With over 2 million confirmed COVID-19 cases around the globe, the pandemic is now in full swing. With a higher recovery rate, the virus has taken almost 127,000 lives. So you are probably considering the ratio and hoping you will survive too. And you probably will. But ever wondered what this virus is doing to your mental health?
Mental health experts are of the opinion that these ‘long isolation’ periods will take a toll on people, slowly but surely. As per one renowned epidemiologist, social isolation will lead people to mental health issues. This, at a time where the social isolation period remains undefined. This, at a time, when celebs and influencers are urging people to practice social isolation.
Epidemiologist Sandro Galea, who works as the Boston University’s School of Public Health’s Dean, says there is uncertainty around the pandemic and how it will pan out. The seasoned professional talks about people developing extreme anxiety issues while in isolation.
“We, humans, are ultimately social. We’re social creatures and we do need interaction — physical and social — with others,” says Sandro. One of the biggest contributors to our extreme anxiety in the long-run will be our financial livelihoods.
With markets, businesses and other sectors under lockdown, the future remain uncertain and unprecedented. “Anxiety is high. Particularly everyone knows that financial issues are always challenging for individuals, families,” said a public health official.
Epidemiologist Sandro Galea has been studying ‘impacts of quarantine under SARS epidemic in Toronto. Suggesting that this period can lead to a wide range of mental disorders which include anxiety and depression. However, if mixed with the consumption of alcohol or drugs, it can lead to severe illnesses like PTSD (post-traumatic stress disorder).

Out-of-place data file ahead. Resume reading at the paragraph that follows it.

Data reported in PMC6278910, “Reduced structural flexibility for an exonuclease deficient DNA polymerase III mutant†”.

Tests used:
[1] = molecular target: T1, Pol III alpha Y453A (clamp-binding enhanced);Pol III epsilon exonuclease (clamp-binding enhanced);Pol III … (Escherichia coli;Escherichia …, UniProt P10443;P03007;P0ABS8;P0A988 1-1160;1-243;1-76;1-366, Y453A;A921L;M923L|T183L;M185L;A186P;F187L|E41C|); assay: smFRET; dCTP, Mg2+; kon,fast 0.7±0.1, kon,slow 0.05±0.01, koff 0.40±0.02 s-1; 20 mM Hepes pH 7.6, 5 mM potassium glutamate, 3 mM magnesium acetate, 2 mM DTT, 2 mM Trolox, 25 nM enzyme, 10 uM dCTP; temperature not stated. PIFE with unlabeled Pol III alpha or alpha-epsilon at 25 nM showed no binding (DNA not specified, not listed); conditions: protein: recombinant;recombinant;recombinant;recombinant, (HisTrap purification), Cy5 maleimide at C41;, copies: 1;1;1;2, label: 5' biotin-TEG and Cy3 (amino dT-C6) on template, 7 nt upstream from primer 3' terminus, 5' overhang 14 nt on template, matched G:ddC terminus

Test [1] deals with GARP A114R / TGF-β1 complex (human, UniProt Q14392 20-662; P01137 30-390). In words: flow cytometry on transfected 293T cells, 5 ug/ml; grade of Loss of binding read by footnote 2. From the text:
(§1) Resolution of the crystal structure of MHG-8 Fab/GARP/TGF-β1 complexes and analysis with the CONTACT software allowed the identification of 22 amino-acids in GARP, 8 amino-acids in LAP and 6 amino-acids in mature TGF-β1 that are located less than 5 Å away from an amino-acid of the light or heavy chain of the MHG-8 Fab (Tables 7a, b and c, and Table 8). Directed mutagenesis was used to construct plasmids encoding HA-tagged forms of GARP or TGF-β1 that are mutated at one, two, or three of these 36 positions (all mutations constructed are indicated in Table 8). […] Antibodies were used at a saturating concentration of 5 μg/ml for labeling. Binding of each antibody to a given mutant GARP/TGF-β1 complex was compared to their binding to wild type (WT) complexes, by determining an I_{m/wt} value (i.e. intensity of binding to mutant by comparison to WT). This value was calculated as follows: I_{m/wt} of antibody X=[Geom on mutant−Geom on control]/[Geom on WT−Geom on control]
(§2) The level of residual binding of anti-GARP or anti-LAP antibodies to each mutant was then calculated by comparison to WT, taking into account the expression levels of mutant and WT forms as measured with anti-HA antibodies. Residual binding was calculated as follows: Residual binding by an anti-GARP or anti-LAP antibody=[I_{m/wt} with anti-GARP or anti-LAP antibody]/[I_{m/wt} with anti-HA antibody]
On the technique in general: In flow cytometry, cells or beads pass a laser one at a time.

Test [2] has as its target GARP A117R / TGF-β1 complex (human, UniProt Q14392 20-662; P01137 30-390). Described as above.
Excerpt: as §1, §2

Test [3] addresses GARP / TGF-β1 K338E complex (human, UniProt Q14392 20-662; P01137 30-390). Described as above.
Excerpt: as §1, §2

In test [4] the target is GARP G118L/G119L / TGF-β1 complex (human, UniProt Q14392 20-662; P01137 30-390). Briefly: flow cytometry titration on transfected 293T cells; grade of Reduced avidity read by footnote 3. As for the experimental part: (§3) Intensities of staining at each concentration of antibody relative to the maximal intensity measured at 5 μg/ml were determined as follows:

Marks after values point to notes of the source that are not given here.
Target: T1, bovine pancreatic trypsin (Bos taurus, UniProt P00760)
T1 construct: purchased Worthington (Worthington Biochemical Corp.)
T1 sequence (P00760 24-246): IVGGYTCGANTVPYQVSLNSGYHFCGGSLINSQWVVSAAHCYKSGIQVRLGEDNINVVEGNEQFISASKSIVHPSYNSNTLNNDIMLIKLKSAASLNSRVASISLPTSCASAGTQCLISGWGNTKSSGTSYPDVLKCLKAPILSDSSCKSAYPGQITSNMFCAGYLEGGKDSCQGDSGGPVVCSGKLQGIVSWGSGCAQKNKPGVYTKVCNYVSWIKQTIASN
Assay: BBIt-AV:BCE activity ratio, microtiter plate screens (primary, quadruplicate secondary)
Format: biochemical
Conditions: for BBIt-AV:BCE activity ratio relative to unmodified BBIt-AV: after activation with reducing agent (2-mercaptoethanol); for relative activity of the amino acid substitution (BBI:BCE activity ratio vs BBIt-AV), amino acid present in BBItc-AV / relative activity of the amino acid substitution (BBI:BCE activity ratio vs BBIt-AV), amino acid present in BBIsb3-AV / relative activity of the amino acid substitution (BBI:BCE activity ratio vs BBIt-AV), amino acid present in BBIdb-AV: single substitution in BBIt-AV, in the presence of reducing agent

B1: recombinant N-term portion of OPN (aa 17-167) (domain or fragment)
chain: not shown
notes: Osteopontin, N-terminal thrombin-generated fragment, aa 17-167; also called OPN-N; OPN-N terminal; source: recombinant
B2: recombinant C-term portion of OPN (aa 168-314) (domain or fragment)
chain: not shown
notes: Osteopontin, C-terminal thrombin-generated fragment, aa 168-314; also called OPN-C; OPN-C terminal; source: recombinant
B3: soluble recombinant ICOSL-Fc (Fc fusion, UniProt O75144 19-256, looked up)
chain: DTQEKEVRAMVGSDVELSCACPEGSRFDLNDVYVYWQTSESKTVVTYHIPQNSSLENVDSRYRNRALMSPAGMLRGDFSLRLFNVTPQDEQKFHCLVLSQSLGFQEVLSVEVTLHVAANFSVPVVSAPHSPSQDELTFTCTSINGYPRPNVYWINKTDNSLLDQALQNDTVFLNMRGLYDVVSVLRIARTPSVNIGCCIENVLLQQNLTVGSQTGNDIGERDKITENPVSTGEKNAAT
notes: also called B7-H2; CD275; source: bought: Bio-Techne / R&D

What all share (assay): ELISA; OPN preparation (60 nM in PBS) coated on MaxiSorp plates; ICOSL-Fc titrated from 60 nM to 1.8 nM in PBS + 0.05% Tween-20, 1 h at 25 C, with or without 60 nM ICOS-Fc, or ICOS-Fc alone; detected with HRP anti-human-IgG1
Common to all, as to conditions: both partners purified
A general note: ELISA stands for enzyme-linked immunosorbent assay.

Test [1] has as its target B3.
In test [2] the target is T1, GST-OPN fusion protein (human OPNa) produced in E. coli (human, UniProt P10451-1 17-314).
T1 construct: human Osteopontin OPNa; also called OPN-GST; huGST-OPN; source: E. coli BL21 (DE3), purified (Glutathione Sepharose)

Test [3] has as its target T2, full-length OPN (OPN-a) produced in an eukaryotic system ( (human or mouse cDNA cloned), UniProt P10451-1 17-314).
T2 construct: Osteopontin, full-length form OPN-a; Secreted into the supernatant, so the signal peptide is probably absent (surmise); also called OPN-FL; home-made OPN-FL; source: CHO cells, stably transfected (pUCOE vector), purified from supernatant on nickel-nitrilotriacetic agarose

“We do know that these go up after other disasters and we’d expect them to go up substantially now that this is affecting the whole world,” Sandro added.
People with prior mental illnesses at higher risk
Moreover, the professional stated that those with a mental health history are more prone to other mental illnesses with COVID-19 in the mix. Pandemic related stressors worrying for their jobs or taking care of the young or old can be affected as well.
Sandro further adds that now is the right time to educate people on mental health and how to tackle it. “I think it’s actually very important that we are recognizing that mental illness is going to be the next wave of this epidemic and I think it’s very important that we de-stigmatize mental illness,” the epidemiologist concluded.